Master of Puppets

Republican presidential candidate Vivek Ramaswamy points during a commercial break in the NewsNation Republican primary debate on December 6, 2023, in Tuscaloosa, Alabama (Photo by Justin Sullivan/Getty Images)

We should be careful about taking Vivek Ramaswamy too seriously as a presidential candidate. 

Yes, there’s his, ahem, live streaming, his wankster vibes, and his fondness for dubious company, like in his campaign swing with former Iowa Rep. Steve King, who, after years of trying, finally found the bottom for acceptable rhetoric for a member of the House of Representatives.

But while you can laugh at the longshot if you want, we should also acknowledge his dextrous manipulation of a certain segment of the electorate. He may not be effective as a candidate for president, but he has certainly made a strong connection with the GOP electorate. In one poll this fall, Ramaswamy only managed 4 percent support among Republican presidential voters nationally, but was viewed favorably by 36 percent of the party overall and by about half of all self-described MAGA supporters.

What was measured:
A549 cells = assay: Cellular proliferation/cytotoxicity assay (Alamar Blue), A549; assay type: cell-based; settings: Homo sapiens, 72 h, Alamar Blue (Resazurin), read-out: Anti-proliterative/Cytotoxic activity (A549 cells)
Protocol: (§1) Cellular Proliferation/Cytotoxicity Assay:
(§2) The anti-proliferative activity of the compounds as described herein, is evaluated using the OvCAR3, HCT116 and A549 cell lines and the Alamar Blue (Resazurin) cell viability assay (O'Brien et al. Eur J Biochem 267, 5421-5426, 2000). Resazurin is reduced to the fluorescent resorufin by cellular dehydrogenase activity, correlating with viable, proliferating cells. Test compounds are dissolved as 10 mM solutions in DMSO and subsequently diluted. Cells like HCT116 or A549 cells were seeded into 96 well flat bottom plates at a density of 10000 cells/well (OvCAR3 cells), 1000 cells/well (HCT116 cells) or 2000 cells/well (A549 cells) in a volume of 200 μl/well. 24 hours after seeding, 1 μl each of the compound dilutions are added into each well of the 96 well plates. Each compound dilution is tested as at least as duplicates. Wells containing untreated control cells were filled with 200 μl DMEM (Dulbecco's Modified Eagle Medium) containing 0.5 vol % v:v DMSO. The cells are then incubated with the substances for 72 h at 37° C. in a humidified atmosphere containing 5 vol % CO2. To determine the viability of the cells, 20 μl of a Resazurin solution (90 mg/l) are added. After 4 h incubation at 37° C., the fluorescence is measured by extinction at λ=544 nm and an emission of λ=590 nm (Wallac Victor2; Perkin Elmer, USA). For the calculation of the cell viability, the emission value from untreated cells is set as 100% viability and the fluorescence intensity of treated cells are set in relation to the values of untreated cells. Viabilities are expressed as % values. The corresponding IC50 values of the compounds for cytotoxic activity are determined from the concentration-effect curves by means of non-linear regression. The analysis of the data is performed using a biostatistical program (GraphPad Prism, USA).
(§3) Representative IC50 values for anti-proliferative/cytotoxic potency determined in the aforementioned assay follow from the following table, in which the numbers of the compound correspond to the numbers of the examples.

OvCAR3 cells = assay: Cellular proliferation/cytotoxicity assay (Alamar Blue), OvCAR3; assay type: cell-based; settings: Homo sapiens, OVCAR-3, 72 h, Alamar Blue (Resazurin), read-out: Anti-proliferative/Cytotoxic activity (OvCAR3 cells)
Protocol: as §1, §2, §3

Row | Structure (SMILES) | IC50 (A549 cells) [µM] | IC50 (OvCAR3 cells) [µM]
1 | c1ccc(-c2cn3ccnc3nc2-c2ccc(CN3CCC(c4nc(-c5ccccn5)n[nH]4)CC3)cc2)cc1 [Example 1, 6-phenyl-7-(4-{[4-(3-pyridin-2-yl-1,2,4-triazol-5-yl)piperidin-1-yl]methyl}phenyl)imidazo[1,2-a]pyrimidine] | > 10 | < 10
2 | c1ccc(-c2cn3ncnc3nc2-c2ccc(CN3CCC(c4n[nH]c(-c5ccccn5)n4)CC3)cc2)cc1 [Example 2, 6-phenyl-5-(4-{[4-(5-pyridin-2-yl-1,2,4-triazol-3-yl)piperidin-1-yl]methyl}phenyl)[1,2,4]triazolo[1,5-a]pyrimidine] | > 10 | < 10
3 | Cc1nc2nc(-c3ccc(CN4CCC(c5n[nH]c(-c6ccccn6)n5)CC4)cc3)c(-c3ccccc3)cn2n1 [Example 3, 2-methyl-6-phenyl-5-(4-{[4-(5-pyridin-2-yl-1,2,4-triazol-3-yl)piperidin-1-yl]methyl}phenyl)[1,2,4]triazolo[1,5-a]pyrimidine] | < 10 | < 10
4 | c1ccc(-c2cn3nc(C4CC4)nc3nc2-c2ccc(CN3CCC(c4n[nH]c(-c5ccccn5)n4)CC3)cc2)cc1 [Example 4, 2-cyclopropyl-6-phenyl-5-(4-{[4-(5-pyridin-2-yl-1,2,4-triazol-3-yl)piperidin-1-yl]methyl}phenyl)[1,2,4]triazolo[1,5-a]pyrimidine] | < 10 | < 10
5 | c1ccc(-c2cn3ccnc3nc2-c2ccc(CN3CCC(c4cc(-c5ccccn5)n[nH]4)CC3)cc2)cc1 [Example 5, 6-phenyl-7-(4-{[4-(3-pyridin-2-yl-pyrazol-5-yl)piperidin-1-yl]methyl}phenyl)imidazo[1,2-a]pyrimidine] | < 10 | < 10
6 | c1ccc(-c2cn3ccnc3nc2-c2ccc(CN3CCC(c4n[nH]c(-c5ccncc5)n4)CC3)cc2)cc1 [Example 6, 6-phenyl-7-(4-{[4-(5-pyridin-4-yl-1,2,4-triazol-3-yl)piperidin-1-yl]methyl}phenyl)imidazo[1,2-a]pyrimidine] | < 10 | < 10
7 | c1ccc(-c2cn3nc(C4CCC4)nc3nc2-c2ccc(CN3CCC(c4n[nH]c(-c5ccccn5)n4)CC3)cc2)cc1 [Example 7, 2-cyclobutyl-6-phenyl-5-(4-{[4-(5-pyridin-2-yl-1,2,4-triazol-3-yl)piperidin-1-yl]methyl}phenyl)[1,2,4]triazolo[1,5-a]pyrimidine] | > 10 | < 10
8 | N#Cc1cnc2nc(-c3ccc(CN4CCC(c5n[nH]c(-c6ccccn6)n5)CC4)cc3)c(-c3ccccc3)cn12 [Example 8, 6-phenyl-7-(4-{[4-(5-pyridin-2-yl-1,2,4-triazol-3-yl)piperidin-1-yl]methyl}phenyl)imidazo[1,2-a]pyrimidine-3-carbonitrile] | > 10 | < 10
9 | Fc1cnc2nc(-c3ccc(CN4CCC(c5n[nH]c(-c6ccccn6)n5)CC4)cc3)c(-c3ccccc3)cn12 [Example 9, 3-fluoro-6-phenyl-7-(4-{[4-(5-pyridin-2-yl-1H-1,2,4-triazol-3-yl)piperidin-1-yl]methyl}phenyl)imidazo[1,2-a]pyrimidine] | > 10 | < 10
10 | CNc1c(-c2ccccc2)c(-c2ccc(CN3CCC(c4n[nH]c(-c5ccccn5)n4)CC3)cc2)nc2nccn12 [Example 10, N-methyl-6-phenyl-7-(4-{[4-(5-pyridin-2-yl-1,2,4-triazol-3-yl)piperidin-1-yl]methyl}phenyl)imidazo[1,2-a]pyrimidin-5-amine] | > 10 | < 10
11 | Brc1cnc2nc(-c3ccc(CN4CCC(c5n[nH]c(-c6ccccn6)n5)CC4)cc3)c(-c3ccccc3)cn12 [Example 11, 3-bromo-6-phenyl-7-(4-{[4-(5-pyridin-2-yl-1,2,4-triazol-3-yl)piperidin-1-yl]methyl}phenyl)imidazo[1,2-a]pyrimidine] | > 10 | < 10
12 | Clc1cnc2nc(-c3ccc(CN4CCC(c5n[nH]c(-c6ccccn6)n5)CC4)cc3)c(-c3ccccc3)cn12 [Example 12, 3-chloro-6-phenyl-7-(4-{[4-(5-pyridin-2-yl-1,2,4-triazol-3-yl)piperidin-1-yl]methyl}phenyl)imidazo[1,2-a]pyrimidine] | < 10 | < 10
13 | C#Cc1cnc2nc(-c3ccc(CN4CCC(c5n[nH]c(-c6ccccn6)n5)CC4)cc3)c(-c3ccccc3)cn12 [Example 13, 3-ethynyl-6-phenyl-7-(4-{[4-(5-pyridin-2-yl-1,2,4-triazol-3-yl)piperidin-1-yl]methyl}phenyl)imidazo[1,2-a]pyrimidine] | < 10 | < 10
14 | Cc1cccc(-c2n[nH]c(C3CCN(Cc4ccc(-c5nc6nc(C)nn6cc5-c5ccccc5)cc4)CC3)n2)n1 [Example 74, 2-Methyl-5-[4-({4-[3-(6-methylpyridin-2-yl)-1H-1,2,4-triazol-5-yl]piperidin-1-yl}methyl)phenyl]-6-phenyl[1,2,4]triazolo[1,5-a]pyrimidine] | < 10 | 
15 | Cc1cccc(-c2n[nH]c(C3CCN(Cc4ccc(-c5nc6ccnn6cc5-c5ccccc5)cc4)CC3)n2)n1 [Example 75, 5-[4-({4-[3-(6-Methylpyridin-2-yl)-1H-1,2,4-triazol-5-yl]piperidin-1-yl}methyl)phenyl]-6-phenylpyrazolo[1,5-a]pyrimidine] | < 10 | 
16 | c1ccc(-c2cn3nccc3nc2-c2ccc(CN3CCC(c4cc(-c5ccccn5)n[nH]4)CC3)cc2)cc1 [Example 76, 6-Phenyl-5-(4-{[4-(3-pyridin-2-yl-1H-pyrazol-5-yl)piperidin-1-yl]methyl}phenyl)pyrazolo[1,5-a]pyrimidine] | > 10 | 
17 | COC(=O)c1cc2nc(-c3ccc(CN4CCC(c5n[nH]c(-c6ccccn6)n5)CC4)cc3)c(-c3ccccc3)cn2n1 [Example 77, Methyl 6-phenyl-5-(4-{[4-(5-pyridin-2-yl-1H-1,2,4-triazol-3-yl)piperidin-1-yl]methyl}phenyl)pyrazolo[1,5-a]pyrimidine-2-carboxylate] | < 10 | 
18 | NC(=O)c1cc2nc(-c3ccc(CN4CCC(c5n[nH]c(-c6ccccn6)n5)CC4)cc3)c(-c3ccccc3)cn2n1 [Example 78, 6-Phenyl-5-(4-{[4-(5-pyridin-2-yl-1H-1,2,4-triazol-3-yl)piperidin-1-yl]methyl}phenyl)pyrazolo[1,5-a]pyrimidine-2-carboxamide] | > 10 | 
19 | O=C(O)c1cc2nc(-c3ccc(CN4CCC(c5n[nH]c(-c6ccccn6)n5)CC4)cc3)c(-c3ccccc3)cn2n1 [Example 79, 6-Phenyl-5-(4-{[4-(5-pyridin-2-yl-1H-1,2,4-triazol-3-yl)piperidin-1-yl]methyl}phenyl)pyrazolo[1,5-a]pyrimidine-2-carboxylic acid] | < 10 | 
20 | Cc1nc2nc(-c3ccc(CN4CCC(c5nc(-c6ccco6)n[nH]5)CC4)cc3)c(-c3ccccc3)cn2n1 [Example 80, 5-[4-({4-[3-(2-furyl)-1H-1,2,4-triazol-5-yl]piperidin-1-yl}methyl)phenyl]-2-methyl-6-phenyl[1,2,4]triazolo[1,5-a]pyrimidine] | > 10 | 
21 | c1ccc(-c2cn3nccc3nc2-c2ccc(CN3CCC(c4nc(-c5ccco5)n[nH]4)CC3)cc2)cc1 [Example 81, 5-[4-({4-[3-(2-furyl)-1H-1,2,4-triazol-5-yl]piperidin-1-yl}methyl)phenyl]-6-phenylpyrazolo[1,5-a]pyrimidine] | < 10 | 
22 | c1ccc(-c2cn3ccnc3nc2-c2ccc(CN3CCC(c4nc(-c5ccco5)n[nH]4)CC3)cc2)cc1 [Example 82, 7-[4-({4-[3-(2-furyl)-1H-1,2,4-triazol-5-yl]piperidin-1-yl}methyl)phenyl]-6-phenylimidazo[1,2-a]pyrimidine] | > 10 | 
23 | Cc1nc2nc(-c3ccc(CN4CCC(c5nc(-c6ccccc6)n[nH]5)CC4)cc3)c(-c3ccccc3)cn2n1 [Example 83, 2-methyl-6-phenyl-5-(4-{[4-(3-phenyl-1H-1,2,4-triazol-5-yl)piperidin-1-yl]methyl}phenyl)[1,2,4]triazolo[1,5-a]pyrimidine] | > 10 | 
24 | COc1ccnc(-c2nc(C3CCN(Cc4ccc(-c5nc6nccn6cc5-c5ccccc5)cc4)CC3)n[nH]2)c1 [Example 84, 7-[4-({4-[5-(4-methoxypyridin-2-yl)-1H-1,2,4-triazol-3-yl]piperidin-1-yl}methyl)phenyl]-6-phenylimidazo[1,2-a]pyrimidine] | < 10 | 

That was before he won more hearts on that side of the GOP for his prop-comedy routine targeting former U.N. Ambassador Nikki Haley in the most recent GOP debate. These folks may like Ramaswamy because he’s helping Trump by attacking his rivals, but also because Ramaswamy knows what grinds their gears. That, chiefly, is the belief that a) everything is terrible and b) shadowy forces are making it that way.

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